Listening to the interesting presentations from NGO’s (non-governmental organizations), government bodies and technology providers during the World Food Summit 2018 in Copenhagen, one thing became clear: in the food processing industry, traceability and food safety are still at a level too low to respond to today’s fast changing developments. However, the technology to secure full farm to fork, data-driven traceability exists already for years.
Traceability is the ability of finding out where a product comes from and following its route throughout the entire supply chain. The requirements for traceability are set by regulations issued by national and international regulatory authorities. In the European Union, for example, food product traceability is controlled by the European Food Safety Authority.
Without an effective traceability system, food processors may be shut out of lucrative new markets or lose business to companies that do demonstrate a valid traceability system. Recent outbreaks of food illness also show the financial devastation to businesses and whole sectors. Because of providing food without effective traceability, their reputation is put into question.
“For almost two decades, I’ve worked on automated data collection in the food processing industry,“ says René Kjaer, sales director for Innova Food Processing Software. “Having visited hundreds of processing plants all over the world, I’ve gained a good first hand impression of the level of the industry’s automation in terms of automated data collection. The lesson learned is that there are great differences between processors. Some of them have a high level of automation and data reliability, while others still use pen and paper to a large extent. Such a manual administration is actually the standard in many more markets than you would expect.”
All processors are of course meeting local legal requirements. Most of the time, however, they trace food in a very limited way. Traceability is possible only one step up and one step down in the supply chain, mostly restricted to a certain batch and a certain time (i.e. a few hours). In addition to that, each participant in the food industry supply chain seems to have his own demarcated information silo, although these parties are supposed to cooperate. This makes it hard to trace a product. Not only is the data difficult to access, but also the recall process is often very time-consuming and cumbersome. No wonder this restricted form of traceability is being questioned at the moment.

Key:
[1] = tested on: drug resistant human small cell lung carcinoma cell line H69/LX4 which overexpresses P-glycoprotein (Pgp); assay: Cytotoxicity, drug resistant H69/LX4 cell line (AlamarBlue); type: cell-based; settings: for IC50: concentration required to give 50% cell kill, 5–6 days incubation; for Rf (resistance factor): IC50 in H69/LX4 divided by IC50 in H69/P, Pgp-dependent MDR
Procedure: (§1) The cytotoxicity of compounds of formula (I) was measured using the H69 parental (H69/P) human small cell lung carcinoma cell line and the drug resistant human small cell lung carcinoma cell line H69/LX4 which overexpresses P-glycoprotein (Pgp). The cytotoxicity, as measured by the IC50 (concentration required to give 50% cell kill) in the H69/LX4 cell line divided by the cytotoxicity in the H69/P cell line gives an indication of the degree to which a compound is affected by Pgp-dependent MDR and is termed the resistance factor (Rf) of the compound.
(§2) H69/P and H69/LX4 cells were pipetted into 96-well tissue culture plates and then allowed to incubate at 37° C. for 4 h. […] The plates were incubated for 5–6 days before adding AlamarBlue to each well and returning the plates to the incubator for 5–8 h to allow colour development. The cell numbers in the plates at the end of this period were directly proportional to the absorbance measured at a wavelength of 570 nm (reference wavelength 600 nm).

In fact, for many processors it will only be a matter of stepping up to automated data collection; then it becomes easy to use all (existing) traceability technology. It may seem paradoxical that such technologies for automated data collecting are already available for at least a decade. They can provide highly reliable, far-reaching traceability and will offer the perfect solutions to respond quickly to recalls.
Then why is the entire industry so reluctant to embrace traceability ‘from farm to fork’ with the highest level of food safety? There is one main concern that prevents the industry from implementing these intelligent and automated solutions. It is about the sharing of critical data in the ‘public space’. “Companies in the food industry tend to be extremely careful about their data, because they’re operating in a highly competitive market,” says René Kjaer. “For sure this is an argument that is understandable and needs to be addressed very thoroughly.”
But first of all, companies need to know whether their data is available at all in the required format. Secondly, whether the data is reliable enough to make traceability and food safety a success. Innova Food Processing Software is the way to go when it comes to producing reliable data and putting it in the right format. At the same time, access to the information is only granted to authorized users.
The ‘INAC Black Box Project’ in Uruguay is a clear evidence of this. This project is covering farm to fork traceability for 37 processing plants in Uruguay. Marel’s software plays a key role in this project, being the data collection tool for all 37 plants and feeding data into a central database in Montevideo. Based on the ‘old-fashioned’, but proven technology of barcoding, this solution is offering instant traceability to batch level from farm to fork.
The INAC project goes to show that combining automated data gathering with existing technology can ensure full-blown traceability. It can be done even on a national scale if all parties involved are willing and eager to participate and the funding is secured.
“We all share the same vision of ‘data-driven food safety’; we strive for total traceability from farm to fork and for sure this is possible,” concludes René Kjaer. The first step in achieving this is to have a clearly defined end goal. Based on the current state of data availability in their supply chain, food processors need to draw a road map and share it with all stakeholders including legal bodies, food safety agencies, NGO’s, technology providers, processors, farmers etc.
As the leading provider of automated data collection solutions to the food processing industry, Marel is ready to take a very active role in realizing the vision of ‘data-driven food safety’.